Chinese Numerology, Or Spastic Statistics

Bertel Schmitt
by Bertel Schmitt

Friday’s announcement of mindblowing Chinese sales numbers must have had an effect on the minds of the reporting profession, as evidenced by a quick read of the news. They are all over the landscape.

The China Post: “China’s passenger car sales jumped 49 percent in March from a year earlier.”

Associated Press: “China’s passenger car sales jumped 63 percent in March from a year earlier” “First-quarter sales jumped 76 percent to 3.52 million units” “New motor vehicle sales in China in the first three months of the year gained 2.67 percent year on year to hit 4.98 million.”

We could go on, but we don’t want to cause heavy trauma. Two options:

1. Bookmark the above. Judicious citations will allow you to win any argument about Chinese car sales.

2. Discard the above and rely on the official CAAM numbers, as reported by Xinhua via China Daily:

All auto sales, including commercial: Up 55.79 percent from a year earlier to 1.74m units in March. First quarter up 71.78 percent to 4.61 million units.

Passenger vehicles: Up 63.22 percent to 1.26m units in March. First quarter up 76.34 percent to 3.52 million units.

Bertel Schmitt
Bertel Schmitt

Bertel Schmitt comes back to journalism after taking a 35 year break in advertising and marketing. He ran and owned advertising agencies in Duesseldorf, Germany, and New York City. Volkswagen A.G. was Bertel's most important corporate account. Schmitt's advertising and marketing career touched many corners of the industry with a special focus on automotive products and services. Since 2004, he lives in Japan and China with his wife <a href=""> Tomoko </a>. Bertel Schmitt is a founding board member of the <a href=""> Offshore Super Series </a>, an American offshore powerboat racing organization. He is co-owner of the racing team Typhoon.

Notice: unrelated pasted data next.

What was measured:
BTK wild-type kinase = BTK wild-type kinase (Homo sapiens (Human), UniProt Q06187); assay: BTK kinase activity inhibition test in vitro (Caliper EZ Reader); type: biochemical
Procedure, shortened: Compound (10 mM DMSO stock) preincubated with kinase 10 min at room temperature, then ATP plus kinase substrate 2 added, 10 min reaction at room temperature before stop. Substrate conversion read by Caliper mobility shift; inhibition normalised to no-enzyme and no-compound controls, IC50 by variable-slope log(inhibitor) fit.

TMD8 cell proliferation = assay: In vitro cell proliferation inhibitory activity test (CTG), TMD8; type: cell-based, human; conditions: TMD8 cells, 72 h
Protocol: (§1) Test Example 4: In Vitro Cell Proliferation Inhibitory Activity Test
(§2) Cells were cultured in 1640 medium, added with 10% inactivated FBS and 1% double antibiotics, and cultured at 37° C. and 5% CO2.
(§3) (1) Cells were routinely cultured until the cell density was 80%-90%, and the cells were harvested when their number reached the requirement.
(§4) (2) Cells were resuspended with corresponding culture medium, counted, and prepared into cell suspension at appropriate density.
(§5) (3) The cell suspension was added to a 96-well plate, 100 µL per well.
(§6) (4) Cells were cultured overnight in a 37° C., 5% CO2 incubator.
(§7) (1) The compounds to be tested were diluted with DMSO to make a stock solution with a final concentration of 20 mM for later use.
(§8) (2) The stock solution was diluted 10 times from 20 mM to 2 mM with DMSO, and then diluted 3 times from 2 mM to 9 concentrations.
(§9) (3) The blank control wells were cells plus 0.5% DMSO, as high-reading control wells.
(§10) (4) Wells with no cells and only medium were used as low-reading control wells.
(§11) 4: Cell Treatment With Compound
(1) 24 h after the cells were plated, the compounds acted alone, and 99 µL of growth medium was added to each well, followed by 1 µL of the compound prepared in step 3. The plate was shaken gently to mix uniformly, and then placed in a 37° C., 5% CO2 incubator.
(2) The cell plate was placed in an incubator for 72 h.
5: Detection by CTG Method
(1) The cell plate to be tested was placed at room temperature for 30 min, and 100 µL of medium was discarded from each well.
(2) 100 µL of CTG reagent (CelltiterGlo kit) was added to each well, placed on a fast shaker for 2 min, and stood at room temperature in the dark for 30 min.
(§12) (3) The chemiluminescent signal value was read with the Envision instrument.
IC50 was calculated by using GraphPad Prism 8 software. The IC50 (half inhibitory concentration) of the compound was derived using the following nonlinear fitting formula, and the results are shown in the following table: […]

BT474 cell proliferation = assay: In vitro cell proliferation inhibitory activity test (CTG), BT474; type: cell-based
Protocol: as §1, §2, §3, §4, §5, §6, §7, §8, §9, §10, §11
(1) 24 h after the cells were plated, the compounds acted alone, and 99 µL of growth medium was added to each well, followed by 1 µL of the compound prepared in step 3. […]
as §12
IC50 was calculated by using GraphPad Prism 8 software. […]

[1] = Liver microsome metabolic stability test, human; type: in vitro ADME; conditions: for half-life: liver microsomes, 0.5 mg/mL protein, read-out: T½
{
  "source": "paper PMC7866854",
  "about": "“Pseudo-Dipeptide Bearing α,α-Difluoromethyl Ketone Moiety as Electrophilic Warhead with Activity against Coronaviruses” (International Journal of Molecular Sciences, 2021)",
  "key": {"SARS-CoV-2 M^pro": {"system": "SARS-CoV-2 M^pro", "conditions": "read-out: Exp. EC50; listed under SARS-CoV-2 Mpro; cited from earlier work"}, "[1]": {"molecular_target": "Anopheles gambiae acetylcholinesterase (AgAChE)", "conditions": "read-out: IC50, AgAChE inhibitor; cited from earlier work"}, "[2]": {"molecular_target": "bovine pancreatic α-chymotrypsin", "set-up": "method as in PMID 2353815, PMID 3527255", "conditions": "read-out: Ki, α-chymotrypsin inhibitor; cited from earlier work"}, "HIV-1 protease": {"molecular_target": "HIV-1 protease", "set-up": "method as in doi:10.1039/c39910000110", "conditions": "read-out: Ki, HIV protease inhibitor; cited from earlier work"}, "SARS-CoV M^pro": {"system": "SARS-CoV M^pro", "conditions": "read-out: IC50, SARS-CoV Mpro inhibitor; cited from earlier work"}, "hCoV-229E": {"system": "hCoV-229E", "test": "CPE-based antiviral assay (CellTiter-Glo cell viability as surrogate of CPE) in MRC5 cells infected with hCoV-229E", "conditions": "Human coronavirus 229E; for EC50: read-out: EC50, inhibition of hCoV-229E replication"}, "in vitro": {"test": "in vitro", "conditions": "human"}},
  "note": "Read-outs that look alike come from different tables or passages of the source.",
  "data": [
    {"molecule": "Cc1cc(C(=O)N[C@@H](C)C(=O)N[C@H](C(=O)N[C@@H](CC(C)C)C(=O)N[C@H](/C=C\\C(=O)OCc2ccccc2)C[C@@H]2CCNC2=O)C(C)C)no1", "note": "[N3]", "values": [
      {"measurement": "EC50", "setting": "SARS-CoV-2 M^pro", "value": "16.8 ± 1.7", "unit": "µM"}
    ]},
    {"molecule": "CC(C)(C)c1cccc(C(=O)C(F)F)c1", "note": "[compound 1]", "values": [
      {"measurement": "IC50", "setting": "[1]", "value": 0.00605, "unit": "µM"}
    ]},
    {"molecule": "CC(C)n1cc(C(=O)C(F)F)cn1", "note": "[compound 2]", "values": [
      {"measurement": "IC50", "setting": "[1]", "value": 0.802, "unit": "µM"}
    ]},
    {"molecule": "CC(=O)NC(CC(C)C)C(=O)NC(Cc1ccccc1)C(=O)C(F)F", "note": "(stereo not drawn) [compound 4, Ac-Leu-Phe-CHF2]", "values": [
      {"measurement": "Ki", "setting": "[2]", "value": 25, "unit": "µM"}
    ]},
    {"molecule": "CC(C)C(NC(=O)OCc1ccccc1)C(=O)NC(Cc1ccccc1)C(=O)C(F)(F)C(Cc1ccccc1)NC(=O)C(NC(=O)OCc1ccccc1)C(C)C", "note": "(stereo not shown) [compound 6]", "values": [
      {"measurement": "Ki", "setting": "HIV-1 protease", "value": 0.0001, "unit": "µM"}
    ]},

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  • Patrickj Patrickj on Apr 11, 2010

    Actually, this form of numerology in floor counting is not unique to China. The Palms Casino in Las Vegas skips numerous floor numbers to get to the 55th floor in a 40-something story building.

    • See 1 previous
    • Porschespeed Porschespeed on Apr 11, 2010

      I know that there are buildings in the US with a floor labeled as the 13th, but they seem to remain the exception.

  • Bertel Schmitt Bertel Schmitt on Apr 11, 2010

    This is Chinese / Western numerology: 4 = bad 13 = bad 14 = bad 23 = (no idea...)

    • See 1 previous
    • CamaroKid CamaroKid on Apr 11, 2010

      Just like in English "8" can also mean to "eat" Chinese numbers have pronunciations that sound very much like other words... to some people the following numbers have alternate meanings 2 = fast or easy 3 = "new life", "fertility", "activity" or "growth" 4 = death 5 = change, not, no 6 = health 7 = certainty, for sure 8 = luck, riches, or wealth So some number combinations are particularly bad. For example, 24 ... Quick Death 48 ... Death to Luck or Wealth. Of course some number combinations are particularly good 28 ... Easy Money! The Chinese also like to buy into other peoples superstitions (and often misinterpret them)... If 13 is bad then they guess that 23, 33, and 43 are also bad.. since 4, 14, 24, 34 and 44 are all bad or really bad. Which isn't the case. To "old school" Chinese both 13 and 23 are considered to be "good" number combos since they both mean fertility or "growth" But the lack of 4th 14th and 24th floors in Chinese building is just as goofy as the lack of a 13th floor in North American Buildings.

  • Joeveto3 Joeveto3 on Apr 11, 2010

    Evidently, 23 has been very lucky for some basketball playing individuals...